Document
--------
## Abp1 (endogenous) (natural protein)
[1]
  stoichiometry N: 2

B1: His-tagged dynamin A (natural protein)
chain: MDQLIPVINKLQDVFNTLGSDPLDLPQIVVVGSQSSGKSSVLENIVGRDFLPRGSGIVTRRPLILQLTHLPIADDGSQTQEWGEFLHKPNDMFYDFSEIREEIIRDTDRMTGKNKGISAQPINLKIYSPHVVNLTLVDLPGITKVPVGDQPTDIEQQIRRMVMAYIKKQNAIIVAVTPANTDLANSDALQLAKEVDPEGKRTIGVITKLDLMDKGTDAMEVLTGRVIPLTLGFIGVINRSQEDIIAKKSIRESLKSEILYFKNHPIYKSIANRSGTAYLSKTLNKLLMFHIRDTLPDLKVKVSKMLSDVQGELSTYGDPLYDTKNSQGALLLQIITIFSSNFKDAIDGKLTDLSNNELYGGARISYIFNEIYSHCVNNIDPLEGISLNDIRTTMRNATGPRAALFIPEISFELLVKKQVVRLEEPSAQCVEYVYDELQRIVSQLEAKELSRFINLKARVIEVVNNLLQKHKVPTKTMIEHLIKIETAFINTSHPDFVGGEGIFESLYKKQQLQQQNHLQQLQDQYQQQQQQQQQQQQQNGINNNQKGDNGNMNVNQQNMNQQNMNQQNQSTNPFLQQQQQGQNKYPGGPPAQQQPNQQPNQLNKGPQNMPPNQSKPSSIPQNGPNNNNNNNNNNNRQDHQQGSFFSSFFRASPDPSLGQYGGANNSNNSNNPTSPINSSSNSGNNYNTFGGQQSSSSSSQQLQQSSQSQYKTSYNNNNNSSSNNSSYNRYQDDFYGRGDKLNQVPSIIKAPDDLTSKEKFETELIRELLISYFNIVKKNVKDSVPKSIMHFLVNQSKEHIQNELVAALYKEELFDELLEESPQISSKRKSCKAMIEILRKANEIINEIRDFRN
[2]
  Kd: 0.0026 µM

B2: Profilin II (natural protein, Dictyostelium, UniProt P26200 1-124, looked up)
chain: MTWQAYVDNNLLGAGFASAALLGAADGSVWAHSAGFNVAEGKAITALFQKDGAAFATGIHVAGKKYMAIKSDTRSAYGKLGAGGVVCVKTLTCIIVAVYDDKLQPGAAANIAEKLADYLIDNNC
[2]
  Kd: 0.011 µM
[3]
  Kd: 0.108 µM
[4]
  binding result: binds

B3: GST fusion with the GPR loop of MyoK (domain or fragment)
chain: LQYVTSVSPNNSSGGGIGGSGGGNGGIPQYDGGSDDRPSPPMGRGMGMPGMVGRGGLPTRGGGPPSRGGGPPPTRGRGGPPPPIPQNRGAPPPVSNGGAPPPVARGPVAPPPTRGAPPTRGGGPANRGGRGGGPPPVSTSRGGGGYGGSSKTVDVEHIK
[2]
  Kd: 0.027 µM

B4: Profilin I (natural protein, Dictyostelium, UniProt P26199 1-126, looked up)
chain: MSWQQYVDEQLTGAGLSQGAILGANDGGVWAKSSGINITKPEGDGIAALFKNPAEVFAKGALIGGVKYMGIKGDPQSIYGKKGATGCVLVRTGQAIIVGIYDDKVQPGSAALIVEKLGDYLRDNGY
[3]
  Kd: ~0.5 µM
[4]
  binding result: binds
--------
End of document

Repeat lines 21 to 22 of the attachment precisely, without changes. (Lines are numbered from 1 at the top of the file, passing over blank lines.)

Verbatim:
chain: MSWQQYVDEQLTGAGLSQGAILGANDGGVWAKSSGINITKPEGDGIAALFKNPAEVFAKGALIGGVKYMGIKGDPQSIYGKKGATGCVLVRTGQAIIVGIYDDKVQPGSAALIVEKLGDYLRDNGY
[3]